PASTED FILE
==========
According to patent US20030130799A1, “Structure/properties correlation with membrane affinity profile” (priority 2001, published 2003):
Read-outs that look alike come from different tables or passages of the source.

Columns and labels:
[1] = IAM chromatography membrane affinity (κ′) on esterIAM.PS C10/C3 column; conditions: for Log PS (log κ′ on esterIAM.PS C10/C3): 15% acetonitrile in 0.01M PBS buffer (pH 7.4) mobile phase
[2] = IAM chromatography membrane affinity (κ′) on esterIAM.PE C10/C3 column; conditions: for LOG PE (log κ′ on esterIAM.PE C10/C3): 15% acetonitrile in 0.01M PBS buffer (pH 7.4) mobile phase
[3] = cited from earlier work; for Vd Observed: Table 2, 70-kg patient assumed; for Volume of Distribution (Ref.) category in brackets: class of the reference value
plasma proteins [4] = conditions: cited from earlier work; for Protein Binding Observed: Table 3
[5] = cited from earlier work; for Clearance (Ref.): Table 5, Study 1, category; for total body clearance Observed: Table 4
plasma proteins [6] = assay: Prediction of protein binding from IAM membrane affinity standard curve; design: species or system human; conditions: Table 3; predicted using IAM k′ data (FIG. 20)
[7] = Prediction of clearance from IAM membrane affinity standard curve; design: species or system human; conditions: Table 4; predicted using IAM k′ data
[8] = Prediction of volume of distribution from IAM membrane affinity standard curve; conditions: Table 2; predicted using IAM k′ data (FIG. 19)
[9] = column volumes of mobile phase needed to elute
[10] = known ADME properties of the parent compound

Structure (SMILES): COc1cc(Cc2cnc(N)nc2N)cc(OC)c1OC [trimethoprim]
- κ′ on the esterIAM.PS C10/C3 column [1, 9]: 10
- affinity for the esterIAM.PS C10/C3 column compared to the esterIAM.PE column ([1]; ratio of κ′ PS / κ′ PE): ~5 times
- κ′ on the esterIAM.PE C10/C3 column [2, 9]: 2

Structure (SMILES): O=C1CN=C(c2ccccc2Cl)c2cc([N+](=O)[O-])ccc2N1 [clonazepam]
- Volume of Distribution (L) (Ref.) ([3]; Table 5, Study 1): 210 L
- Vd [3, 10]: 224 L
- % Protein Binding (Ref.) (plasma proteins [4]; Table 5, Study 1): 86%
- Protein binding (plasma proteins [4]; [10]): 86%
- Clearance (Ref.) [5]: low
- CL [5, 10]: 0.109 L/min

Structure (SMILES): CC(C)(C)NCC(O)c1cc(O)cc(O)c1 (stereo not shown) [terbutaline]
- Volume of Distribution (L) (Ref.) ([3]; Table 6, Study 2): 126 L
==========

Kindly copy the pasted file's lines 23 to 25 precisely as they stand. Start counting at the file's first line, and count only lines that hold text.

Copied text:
- Clearance (Ref.) [5]: low
- CL [5, 10]: 0.109 L/min

Structure (SMILES): CC(C)(C)NCC(O)c1cc(O)cc(O)c1 (stereo not shown) [terbutaline]